Application of the Educational Game to Enhance Student Learning

Siu Yin CHEUNG*, Kai Yin Ng

*Corresponding author for this work

Research output: Contribution to journalArticlepeer-review

Abstract

The purpose of this study is to investigate the use of an educational game to enhance student learning effectiveness. This study consisted of 56 college students majoring in physical education and recreation management (32 men, 24 women, age M = 21 years, SD = 1.72). Students used the educational computer game “PaGamO” to study the motor learning and development course. Students received rewards based on their individual and group “PaGamO” scores. Regression analysis indicated that “PaGamO” score was a significant (p < 0.01) predictor of multiple choice (MC) score in the final examination, there was a medium positive correlation (β = 0.354). The R2 suggests that 12.6% of MC score was explained by “PaGamO” score. Quantitative and qualitative mixed-method approach was used to gain insights into students’ perceptions and experiences of the educational game. The top three statements of a modified questionnaire from Riemer and Schrader (2015) are: (1) “In my opinion, the use of ‘PaGamO’ enables me to better prepare for the final examination” (M = 5.04, SD = 1.41), (2) “In my opinion, the use of ‘PaGamO’ enables me to understand learning contents” (M = 4.8, SD = 1.19), (3) “In my opinion, the use of ‘PaGamO’ allows me to apply knowledge” (M = 4.75, SD = 1.08). The top three motives to play “PaGamO” were “fun,” “self-learning,” and “want to get a higher grade in the final examination.” By using gamification as a tool for learning and studying, students did find “PaGamO” effective for their learning experience. Both intrinsic and extrinsic participation motives are reasons why students play “PaGamO.” Furthermore, due to its convenience, using mobile devices to play “PaGamO” is more popular than using computers and tablet devices. In conclusion, the combination of gamification and traditional learning methods can enhance students’ learning outcomes.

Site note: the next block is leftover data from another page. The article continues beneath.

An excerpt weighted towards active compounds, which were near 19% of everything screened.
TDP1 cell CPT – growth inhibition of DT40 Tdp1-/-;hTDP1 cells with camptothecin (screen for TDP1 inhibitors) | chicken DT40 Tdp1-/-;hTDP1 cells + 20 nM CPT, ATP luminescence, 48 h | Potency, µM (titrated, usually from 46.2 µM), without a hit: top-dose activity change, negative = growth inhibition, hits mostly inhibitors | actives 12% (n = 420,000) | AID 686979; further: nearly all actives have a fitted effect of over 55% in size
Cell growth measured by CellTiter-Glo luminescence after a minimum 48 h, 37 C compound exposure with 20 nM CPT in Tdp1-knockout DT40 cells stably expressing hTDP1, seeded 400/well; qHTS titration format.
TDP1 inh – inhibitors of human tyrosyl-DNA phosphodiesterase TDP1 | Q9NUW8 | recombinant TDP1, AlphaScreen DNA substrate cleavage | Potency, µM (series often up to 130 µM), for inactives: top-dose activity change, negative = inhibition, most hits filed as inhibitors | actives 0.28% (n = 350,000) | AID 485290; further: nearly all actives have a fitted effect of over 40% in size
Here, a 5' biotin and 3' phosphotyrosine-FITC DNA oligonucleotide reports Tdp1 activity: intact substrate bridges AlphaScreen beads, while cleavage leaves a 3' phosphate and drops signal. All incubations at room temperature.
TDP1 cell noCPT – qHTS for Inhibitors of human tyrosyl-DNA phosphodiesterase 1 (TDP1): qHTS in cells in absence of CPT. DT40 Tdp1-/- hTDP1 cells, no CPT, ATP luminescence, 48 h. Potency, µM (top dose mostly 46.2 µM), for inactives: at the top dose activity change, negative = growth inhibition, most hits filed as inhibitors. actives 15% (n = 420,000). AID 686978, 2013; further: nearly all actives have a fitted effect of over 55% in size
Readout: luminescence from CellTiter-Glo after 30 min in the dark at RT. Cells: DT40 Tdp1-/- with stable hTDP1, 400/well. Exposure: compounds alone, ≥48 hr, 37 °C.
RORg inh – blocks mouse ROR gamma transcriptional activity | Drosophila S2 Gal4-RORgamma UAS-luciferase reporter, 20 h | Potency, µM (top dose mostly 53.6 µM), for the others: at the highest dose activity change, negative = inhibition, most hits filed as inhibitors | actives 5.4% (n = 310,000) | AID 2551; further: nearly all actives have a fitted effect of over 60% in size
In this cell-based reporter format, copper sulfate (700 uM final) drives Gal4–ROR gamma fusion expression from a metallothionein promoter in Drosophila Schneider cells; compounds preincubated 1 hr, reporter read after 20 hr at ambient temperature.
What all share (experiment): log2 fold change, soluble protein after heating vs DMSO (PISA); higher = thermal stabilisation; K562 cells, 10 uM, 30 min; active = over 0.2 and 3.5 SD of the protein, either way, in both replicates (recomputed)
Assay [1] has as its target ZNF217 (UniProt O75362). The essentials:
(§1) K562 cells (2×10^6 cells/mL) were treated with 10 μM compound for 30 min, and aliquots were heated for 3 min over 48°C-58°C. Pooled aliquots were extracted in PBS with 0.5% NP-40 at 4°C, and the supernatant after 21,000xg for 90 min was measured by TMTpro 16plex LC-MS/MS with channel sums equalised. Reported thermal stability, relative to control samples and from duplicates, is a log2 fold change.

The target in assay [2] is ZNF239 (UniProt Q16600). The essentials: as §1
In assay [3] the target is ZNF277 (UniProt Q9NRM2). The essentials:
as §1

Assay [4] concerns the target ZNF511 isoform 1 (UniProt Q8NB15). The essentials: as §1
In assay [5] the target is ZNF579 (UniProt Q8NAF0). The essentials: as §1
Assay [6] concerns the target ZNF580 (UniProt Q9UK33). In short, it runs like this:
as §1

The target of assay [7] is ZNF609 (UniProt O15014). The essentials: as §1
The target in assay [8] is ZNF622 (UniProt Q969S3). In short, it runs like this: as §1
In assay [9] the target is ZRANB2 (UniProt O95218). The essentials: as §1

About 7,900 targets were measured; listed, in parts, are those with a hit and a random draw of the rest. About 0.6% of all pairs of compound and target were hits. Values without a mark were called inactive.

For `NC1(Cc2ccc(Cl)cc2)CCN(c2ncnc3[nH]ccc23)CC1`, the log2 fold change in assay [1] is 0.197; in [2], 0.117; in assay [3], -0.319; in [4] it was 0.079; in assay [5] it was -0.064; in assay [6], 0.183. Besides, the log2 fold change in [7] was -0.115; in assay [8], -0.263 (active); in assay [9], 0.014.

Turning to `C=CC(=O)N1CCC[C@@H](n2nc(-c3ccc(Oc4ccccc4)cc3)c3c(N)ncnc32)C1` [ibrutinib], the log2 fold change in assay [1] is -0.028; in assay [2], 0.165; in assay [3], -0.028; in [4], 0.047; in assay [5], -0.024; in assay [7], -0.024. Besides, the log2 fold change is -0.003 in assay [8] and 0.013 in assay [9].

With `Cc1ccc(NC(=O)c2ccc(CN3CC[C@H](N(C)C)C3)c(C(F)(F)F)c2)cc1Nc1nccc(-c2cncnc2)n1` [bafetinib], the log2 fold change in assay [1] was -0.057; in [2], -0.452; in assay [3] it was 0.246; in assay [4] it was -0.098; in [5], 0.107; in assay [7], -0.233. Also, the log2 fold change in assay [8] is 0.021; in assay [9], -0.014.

Original languageEnglish
Article number623793
JournalFrontiers in Education
Volume6
DOIs
Publication statusPublished - 31 Mar 2021

Scopus Subject Areas

  • Education

User-Defined Keywords

  • educational game
  • intrinsic motivation
  • learning
  • perceptions
  • self-determinated motivation

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